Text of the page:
September is Menopause Awareness Month, and our team of hair scientists and naturopathic doctors want to help open the conversation around women’s hair thinning and menopause. Below, read the emotional hair stories of women experiencing menopause, along with important insights from Nutrafol’s Dr. Sophia Kogan, MD.
Most of us had the period talk and the sex talk with our mother or mother figure, but raise your hand if you had the menopause talk?
“I knew very little about menopause,” says Gabriela, age 54, part of an amazing group of women who shared their hair stories with Nutrafol for this article. “My mother had a hysterectomy at 36 so menopause wasn’t something I ever thought about.” One of the biggest surprises for Gabriela was how menopause changed her hair. “I lost a lot of hair in the two years immediately following menopause. My hair has always been fine, but now it’s gone to a new level of thin. It’s the thing that bothers me most about myself,” she shares.
Whether natural or induced, menopause is a major transition in a woman’s life — but we don’t talk about it enough. This lack of conversation leaves many of us unprepared to deal with the changes that come during this time of life, one of the most confidence-shaking being changes to our hair.
Why we need to talk about menopause and hair thinning.
“Hair thinning is something that women don’t anticipate because it’s never talked about,” says Nutrafol co-founder and chief medical advisor Dr. Sophia Kogan. “We expect that we’ll get wrinkles and our bodies will change, because that’s an expectation we see in our mothers, but if our mothers never talked about their hair thinning, we never think it will happen to us.”
But it often does. Over 30 million women experience hair thinning at some point in their lives, and 40% of women have visible hair thinning by age 40. According to Harvard Medical School, two-thirds of postmenopausal women deal with hair thinning or bald spots.
Thinning hair is a natural part of a woman’s life.
What women need to know.
As we go through menopause, hormonal shifts occur that can cause hair thinning and shedding. “What happens is estrogen and progesterone levels decline very suddenly while androgen hormones (testosterone) decrease, but also linger,” explains Dr. Kogan. Some women have a higher sensitivity or genetic predisposition to these androgen hormones, making them more susceptible to hair thinning.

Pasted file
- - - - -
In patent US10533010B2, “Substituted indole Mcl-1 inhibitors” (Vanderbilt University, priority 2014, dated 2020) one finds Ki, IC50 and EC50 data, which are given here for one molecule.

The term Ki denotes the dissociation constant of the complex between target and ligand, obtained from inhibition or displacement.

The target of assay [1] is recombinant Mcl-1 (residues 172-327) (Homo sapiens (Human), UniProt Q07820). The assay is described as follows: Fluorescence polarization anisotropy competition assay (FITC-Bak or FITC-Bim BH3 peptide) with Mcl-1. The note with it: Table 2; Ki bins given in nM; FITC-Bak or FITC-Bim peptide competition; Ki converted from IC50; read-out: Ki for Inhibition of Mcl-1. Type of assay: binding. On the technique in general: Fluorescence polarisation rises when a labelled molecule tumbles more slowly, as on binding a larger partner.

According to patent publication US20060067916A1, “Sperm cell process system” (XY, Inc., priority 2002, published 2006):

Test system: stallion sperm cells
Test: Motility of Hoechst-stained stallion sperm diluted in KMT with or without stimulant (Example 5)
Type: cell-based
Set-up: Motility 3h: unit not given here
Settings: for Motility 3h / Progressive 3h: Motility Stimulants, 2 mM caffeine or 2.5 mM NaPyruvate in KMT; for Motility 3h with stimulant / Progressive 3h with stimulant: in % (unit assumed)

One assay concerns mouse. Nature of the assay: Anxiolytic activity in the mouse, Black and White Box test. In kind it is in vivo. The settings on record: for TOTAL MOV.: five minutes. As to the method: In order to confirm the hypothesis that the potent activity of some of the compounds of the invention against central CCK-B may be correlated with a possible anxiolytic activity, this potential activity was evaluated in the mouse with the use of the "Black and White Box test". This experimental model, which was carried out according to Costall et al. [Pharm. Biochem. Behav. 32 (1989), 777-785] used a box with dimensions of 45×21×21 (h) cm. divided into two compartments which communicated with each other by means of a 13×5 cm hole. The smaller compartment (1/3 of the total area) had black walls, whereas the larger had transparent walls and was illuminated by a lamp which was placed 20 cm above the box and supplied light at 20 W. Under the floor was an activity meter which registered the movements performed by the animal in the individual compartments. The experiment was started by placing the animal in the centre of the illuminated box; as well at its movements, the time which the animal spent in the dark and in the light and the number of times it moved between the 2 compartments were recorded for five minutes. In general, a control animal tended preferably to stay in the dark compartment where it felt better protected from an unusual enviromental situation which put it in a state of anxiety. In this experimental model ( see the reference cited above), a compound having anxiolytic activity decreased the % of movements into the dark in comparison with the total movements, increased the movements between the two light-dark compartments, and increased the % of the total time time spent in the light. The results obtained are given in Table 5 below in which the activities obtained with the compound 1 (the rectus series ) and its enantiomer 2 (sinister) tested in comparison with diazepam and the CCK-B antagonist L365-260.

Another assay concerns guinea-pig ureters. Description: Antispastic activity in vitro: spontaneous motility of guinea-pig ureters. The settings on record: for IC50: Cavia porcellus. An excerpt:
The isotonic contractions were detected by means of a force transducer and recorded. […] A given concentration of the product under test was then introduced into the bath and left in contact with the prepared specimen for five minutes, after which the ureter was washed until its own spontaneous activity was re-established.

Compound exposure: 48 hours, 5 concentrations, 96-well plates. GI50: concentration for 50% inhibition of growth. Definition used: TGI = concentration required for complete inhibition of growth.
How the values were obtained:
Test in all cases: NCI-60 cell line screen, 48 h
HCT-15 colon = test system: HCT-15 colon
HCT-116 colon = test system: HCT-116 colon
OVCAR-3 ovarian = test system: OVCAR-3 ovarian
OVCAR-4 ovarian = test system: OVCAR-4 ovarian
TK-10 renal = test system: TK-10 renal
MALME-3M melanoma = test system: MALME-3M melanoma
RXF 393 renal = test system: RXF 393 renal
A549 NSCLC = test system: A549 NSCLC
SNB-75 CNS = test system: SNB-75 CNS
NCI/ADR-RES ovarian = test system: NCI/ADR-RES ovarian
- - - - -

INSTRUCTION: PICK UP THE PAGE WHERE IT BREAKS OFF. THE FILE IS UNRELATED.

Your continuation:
Some of the hair changes women notice during menopause include:
- Loss of fullness
- Color lightens or becomes gray
- Loss of shine
- Dullness due to change in fatty acid composition
- Frizziness due to changes in fiber composition
- Thinning at the crown with intact hairline
- Widening of the central part
- Thinning with recession at both temples
“My hair definitely got thinner — especially at the crown and sides,” says Anna, 62. “My hair, much like my skin, feels a lot drier now, says Sasha, 67. “I hate it,” says Cathy, 66, of her hair after menopause. “It’s thinner now and it’s actually made me appreciate how much thicker my hair was before menopause.”
Don’t lose hope… Take control.
One of the reasons we need more awareness around hair thinning during menopause is that many women think there’s no hope. Asked how they envision their hair in the next five years, women age 48 to 67 replied with everything from, “Thinner and more receding,” to “Probably much worse,” to “Oh gosh, I hate to even think about it.” However, new research shows targeted botanicals and lifestyle interventions can address the factors (from hormones to stress to nutrition) that contribute to hair thinning during menopause.
“We specifically formulated Nutrafol Women’s Balance to support hair health through menopause — before, during, and after,” says Dr. Kogan. Of the 21 natural ingredients in Women’s Balance, some key players include saw palmetto, maca root, and astaxanthin. “Saw palmetto targets those androgen hormones, while the beautiful adaptogen maca naturally balances sex hormones, and astaxanthin boosts our antioxidant capacity to fight oxidative stress,” explains Dr. Kogan. “At Nutrafol, we’re about hair wellness and how you can support your hair through whole-body health,” she adds. “A positive way of looking at it is that it’s a form of self-care. Taking care of your hair during menopause is a simple act of self-care.”